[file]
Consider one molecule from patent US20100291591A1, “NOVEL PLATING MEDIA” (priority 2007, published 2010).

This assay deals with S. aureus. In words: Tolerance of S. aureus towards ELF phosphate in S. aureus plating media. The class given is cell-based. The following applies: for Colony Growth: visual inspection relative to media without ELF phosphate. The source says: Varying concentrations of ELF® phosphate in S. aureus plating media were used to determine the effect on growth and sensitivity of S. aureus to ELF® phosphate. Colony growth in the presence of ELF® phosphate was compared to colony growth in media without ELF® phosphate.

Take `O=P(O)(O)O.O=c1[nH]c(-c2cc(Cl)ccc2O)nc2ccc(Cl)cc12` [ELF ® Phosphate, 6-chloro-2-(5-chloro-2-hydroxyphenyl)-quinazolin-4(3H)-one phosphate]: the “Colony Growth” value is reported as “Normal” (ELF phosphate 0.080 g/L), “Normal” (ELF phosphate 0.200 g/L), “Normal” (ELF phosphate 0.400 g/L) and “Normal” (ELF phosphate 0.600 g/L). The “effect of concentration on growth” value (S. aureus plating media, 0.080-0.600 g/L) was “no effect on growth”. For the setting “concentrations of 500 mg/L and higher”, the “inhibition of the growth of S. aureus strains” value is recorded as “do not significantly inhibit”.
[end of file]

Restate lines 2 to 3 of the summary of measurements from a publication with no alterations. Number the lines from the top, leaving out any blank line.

This assay deals with S. aureus. In words: Tolerance of S. aureus towards ELF phosphate in S. aureus plating media. The class given is cell-based. The following applies: for Colony Growth: visual inspection relative to media without ELF phosphate. The source says: Varying concentrations of ELF® phosphate in S. aureus plating media were used to determine the effect on growth and sensitivity of S. aureus to ELF® phosphate. Colony growth in the presence of ELF® phosphate was compared to colony growth in media without ELF® phosphate.

Take `O=P(O)(O)O.O=c1[nH]c(-c2cc(Cl)ccc2O)nc2ccc(Cl)cc12` [ELF ® Phosphate, 6-chloro-2-(5-chloro-2-hydroxyphenyl)-quinazolin-4(3H)-one phosphate]: the “Colony Growth” value is reported as “Normal” (ELF phosphate 0.080 g/L), “Normal” (ELF phosphate 0.200 g/L), “Normal” (ELF phosphate 0.400 g/L) and “Normal” (ELF phosphate 0.600 g/L). The “effect of concentration on growth” value (S. aureus plating media, 0.080-0.600 g/L) was “no effect on growth”. For the setting “concentrations of 500 mg/L and higher”, the “inhibition of the growth of S. aureus strains” value is recorded as “do not significantly inhibit”.